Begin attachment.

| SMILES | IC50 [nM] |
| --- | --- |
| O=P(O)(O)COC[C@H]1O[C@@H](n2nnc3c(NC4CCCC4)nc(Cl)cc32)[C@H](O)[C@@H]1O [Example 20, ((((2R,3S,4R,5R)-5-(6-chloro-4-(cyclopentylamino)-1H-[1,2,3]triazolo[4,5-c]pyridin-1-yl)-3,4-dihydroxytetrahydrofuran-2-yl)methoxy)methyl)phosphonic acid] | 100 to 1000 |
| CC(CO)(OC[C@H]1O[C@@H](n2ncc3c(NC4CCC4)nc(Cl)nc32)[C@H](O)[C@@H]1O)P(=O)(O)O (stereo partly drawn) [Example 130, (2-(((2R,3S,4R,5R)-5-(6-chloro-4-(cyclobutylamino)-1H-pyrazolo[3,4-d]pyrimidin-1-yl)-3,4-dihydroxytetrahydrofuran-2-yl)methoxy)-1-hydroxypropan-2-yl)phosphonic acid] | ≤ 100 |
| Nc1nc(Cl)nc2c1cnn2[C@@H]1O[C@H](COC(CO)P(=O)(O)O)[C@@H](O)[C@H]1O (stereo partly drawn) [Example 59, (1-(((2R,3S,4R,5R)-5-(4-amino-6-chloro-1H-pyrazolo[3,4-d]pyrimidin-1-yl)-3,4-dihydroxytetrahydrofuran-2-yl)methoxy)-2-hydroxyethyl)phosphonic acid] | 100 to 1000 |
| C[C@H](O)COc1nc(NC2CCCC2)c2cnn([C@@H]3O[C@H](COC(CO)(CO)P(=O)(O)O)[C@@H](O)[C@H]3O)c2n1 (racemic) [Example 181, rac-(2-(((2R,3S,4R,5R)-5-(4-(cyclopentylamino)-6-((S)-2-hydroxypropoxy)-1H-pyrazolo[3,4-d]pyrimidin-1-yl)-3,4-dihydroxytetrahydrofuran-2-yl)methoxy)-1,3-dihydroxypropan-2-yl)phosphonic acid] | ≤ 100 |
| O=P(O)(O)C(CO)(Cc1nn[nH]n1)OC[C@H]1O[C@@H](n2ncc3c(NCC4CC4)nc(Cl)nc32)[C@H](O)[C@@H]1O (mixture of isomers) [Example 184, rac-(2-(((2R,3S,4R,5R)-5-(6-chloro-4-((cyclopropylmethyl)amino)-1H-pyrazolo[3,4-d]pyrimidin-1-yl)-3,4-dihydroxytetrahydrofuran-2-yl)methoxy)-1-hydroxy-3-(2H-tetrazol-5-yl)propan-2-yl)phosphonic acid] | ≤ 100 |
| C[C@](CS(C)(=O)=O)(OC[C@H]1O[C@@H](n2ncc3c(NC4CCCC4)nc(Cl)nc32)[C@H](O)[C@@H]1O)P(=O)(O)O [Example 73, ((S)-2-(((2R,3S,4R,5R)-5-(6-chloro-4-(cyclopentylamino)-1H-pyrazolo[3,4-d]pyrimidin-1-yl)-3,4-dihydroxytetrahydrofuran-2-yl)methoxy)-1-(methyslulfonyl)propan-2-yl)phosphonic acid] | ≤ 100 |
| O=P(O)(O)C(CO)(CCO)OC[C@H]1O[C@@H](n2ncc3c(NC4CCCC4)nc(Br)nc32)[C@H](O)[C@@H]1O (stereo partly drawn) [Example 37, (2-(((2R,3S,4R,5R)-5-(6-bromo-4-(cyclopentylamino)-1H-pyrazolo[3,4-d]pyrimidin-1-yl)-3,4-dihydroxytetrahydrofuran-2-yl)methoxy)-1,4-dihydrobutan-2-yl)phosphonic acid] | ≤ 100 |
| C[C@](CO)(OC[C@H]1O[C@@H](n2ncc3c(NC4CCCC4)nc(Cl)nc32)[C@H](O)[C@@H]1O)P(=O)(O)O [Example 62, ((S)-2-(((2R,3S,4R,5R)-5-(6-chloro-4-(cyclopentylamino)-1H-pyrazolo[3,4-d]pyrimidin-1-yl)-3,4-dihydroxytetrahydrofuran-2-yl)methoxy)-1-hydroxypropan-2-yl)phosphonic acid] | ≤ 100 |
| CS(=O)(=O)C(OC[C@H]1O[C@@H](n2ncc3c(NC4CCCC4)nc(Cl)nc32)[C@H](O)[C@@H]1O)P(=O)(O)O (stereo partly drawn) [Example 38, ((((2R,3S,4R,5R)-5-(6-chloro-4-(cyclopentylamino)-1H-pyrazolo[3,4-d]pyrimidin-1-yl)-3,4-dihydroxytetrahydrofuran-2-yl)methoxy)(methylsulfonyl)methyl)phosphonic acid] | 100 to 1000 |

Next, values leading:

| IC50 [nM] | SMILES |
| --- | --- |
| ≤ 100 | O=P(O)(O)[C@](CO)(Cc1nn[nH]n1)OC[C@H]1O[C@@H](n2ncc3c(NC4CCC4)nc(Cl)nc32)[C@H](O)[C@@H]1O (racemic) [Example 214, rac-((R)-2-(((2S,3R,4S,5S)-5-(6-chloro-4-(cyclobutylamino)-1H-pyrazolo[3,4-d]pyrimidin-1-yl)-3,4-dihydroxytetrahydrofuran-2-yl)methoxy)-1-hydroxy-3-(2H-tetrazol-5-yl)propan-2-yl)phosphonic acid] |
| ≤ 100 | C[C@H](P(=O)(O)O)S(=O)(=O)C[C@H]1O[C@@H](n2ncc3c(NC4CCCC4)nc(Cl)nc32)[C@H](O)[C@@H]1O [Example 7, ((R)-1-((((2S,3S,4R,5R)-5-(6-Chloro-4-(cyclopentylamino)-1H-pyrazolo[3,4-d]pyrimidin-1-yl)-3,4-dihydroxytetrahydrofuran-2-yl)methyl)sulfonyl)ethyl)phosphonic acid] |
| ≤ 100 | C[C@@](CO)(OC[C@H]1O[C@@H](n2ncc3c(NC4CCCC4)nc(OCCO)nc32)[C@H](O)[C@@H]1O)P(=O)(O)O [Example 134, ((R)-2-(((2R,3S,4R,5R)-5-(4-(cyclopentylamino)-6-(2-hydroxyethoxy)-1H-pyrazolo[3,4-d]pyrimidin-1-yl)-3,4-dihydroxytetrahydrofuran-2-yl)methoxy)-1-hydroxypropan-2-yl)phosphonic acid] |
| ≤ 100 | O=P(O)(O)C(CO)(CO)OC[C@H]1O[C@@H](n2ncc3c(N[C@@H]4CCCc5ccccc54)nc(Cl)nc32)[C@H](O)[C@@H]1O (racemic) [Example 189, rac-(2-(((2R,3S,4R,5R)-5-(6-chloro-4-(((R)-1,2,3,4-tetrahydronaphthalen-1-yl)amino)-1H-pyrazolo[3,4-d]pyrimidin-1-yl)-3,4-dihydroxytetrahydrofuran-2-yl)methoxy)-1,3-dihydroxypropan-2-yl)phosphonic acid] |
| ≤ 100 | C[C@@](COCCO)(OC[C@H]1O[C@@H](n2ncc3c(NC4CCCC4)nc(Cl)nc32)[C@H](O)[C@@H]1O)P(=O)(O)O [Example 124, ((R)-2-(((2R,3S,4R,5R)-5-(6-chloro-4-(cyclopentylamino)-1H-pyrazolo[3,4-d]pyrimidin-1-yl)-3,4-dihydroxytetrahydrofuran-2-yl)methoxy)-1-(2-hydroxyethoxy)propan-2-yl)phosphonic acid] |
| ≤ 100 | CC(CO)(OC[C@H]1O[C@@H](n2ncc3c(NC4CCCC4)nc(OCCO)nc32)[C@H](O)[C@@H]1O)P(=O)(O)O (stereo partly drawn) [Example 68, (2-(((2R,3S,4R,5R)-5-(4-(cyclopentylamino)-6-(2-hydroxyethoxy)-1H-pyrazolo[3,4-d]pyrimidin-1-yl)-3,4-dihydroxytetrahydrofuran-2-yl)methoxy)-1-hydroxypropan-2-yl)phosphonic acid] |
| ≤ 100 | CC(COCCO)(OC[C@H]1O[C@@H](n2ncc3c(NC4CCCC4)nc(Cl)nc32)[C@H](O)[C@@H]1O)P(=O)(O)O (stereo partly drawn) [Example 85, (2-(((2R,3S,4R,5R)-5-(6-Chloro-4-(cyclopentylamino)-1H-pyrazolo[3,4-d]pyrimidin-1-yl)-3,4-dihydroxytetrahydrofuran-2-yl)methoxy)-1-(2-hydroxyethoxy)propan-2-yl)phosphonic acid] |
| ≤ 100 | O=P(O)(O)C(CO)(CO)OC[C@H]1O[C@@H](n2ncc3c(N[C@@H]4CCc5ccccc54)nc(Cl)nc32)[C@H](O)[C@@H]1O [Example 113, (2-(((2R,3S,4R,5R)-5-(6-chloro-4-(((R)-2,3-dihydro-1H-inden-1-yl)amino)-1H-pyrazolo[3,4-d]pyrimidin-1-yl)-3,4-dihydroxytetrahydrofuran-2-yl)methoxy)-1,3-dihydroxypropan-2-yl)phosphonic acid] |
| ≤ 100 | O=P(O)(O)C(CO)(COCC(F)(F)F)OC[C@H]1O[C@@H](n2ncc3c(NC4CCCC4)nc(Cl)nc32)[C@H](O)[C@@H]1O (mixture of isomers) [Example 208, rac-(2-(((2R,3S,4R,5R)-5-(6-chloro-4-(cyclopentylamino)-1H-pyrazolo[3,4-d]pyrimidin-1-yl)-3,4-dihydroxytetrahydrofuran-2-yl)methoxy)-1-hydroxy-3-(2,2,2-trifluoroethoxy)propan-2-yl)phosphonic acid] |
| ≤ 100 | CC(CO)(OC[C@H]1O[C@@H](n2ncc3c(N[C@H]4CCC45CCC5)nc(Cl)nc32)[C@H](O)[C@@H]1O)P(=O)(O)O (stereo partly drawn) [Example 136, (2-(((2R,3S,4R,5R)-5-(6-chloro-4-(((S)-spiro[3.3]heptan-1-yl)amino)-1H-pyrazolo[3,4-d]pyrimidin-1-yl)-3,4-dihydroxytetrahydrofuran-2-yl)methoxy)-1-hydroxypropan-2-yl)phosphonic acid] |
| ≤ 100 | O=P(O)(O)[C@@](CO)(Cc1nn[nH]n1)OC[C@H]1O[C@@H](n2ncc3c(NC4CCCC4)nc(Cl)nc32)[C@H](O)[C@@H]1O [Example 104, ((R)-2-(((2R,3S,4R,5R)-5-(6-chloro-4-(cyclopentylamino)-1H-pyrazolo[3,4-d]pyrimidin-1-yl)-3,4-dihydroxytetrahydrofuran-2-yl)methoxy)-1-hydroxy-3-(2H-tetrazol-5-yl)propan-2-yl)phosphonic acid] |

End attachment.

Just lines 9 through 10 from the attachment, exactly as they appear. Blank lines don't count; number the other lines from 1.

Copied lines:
| O=P(O)(O)C(CO)(CCO)OC[C@H]1O[C@@H](n2ncc3c(NC4CCCC4)nc(Br)nc32)[C@H](O)[C@@H]1O (stereo partly drawn) [Example 37, (2-(((2R,3S,4R,5R)-5-(6-bromo-4-(cyclopentylamino)-1H-pyrazolo[3,4-d]pyrimidin-1-yl)-3,4-dihydroxytetrahydrofuran-2-yl)methoxy)-1,4-dihydrobutan-2-yl)phosphonic acid] | ≤ 100 |
| C[C@](CO)(OC[C@H]1O[C@@H](n2ncc3c(NC4CCCC4)nc(Cl)nc32)[C@H](O)[C@@H]1O)P(=O)(O)O [Example 62, ((S)-2-(((2R,3S,4R,5R)-5-(6-chloro-4-(cyclopentylamino)-1H-pyrazolo[3,4-d]pyrimidin-1-yl)-3,4-dihydroxytetrahydrofuran-2-yl)methoxy)-1-hydroxypropan-2-yl)phosphonic acid] | ≤ 100 |